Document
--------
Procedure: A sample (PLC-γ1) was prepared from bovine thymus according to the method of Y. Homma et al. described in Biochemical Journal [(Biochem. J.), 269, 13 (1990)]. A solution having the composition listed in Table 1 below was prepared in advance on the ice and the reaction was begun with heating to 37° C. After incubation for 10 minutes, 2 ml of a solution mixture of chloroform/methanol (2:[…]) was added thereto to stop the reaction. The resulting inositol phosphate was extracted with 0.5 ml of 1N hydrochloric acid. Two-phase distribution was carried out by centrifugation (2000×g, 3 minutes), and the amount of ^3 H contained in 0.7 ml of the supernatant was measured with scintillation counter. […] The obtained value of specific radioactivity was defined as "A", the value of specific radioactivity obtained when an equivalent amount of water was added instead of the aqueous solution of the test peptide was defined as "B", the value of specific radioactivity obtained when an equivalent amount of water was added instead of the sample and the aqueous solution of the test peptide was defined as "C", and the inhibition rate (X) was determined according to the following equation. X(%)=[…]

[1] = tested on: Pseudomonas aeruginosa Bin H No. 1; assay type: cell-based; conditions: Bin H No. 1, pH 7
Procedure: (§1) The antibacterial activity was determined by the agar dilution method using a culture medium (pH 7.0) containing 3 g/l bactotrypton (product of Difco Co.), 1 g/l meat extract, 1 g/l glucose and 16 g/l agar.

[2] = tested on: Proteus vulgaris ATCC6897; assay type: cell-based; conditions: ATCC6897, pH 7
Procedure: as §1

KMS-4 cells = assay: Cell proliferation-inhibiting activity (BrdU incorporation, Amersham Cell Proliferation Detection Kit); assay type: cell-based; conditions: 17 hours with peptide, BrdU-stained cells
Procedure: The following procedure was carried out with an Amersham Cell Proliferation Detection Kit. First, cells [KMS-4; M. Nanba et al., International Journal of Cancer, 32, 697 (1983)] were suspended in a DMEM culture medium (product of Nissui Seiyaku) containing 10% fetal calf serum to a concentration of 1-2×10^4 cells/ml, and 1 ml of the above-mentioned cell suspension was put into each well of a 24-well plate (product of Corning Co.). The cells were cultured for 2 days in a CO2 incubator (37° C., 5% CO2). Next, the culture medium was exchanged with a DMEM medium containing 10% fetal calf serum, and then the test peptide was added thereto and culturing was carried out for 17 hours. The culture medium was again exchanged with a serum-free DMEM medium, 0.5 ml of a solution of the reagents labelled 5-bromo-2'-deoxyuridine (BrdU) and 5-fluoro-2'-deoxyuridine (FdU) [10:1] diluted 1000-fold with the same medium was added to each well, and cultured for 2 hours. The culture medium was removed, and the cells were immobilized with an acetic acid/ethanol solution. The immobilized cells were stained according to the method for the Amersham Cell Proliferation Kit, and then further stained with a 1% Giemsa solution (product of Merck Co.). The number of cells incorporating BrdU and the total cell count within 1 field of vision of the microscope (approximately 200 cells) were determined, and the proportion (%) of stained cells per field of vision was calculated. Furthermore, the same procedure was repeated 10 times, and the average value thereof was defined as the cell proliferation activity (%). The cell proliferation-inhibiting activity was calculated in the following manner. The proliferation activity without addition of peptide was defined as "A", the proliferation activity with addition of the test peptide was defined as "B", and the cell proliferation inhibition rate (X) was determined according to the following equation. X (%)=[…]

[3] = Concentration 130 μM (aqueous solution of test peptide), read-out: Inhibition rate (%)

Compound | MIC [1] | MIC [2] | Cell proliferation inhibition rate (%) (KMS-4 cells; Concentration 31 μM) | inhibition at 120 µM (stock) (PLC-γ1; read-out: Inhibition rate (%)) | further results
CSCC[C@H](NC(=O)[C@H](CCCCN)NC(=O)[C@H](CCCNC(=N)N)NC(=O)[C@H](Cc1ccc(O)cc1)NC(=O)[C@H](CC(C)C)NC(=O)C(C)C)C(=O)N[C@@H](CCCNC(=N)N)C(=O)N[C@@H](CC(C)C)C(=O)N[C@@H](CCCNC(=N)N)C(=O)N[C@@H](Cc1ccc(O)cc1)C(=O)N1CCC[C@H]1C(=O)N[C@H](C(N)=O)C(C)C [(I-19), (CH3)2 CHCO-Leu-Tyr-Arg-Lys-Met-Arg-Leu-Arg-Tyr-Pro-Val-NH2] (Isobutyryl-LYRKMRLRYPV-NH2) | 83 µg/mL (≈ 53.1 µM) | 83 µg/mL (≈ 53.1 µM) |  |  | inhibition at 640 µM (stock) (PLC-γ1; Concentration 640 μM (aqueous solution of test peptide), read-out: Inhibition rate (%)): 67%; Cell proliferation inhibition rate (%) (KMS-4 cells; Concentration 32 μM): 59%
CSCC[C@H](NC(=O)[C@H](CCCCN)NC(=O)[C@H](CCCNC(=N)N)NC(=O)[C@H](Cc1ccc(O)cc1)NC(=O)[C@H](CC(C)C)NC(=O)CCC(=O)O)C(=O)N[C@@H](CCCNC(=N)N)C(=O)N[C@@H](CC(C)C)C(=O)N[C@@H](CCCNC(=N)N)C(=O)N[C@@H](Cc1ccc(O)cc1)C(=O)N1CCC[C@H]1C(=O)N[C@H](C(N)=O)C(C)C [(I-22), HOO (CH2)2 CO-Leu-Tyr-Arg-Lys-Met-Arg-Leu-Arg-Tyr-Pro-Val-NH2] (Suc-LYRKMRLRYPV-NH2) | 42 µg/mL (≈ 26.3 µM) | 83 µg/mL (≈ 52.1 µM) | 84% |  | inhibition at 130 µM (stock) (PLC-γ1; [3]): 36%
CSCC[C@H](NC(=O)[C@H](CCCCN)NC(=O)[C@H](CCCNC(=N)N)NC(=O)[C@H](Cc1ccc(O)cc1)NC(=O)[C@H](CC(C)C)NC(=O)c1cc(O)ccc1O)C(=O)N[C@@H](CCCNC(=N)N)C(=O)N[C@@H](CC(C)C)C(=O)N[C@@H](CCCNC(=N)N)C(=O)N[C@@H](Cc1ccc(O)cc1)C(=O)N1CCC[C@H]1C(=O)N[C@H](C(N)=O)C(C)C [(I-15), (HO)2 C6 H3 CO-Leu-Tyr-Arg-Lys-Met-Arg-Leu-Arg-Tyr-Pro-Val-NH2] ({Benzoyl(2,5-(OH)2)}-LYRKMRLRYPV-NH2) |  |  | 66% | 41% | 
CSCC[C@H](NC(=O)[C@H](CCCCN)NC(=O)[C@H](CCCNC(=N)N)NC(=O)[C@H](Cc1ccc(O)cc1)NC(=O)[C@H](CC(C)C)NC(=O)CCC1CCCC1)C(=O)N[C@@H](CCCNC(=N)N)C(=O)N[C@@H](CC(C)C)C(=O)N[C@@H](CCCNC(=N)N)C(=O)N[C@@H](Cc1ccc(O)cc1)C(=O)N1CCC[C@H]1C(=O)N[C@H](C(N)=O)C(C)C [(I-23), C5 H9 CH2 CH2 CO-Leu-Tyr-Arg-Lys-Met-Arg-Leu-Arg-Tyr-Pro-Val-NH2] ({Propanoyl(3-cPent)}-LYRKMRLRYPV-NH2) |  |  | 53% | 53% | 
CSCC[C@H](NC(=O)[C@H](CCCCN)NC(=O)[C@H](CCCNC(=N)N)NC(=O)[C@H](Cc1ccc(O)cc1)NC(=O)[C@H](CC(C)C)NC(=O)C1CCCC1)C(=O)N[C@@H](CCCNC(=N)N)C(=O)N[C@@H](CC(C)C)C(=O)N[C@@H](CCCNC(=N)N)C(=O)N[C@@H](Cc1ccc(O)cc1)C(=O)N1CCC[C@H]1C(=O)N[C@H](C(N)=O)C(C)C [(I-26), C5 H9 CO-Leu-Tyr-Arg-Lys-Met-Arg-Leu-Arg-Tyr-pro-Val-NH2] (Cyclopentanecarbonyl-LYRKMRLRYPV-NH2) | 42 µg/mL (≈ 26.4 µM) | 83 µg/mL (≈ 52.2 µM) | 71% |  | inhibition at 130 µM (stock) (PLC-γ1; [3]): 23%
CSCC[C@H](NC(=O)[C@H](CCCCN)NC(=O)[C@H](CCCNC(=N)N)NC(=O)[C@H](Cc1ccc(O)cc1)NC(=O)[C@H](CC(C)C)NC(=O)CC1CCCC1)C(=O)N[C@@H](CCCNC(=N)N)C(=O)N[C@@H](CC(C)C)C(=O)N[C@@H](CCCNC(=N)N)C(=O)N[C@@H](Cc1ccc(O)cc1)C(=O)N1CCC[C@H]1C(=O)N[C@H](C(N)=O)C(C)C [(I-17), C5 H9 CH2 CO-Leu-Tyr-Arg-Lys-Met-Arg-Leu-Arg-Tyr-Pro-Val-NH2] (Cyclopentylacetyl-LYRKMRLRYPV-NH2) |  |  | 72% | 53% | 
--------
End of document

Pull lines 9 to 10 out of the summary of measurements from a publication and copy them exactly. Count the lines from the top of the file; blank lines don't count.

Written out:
Compound | MIC [1] | MIC [2] | Cell proliferation inhibition rate (%) (KMS-4 cells; Concentration 31 μM) | inhibition at 120 µM (stock) (PLC-γ1; read-out: Inhibition rate (%)) | further results
CSCC[C@H](NC(=O)[C@H](CCCCN)NC(=O)[C@H](CCCNC(=N)N)NC(=O)[C@H](Cc1ccc(O)cc1)NC(=O)[C@H](CC(C)C)NC(=O)C(C)C)C(=O)N[C@@H](CCCNC(=N)N)C(=O)N[C@@H](CC(C)C)C(=O)N[C@@H](CCCNC(=N)N)C(=O)N[C@@H](Cc1ccc(O)cc1)C(=O)N1CCC[C@H]1C(=O)N[C@H](C(N)=O)C(C)C [(I-19), (CH3)2 CHCO-Leu-Tyr-Arg-Lys-Met-Arg-Leu-Arg-Tyr-Pro-Val-NH2] (Isobutyryl-LYRKMRLRYPV-NH2) | 83 µg/mL (≈ 53.1 µM) | 83 µg/mL (≈ 53.1 µM) |  |  | inhibition at 640 µM (stock) (PLC-γ1; Concentration 640 μM (aqueous solution of test peptide), read-out: Inhibition rate (%)): 67%; Cell proliferation inhibition rate (%) (KMS-4 cells; Concentration 32 μM): 59%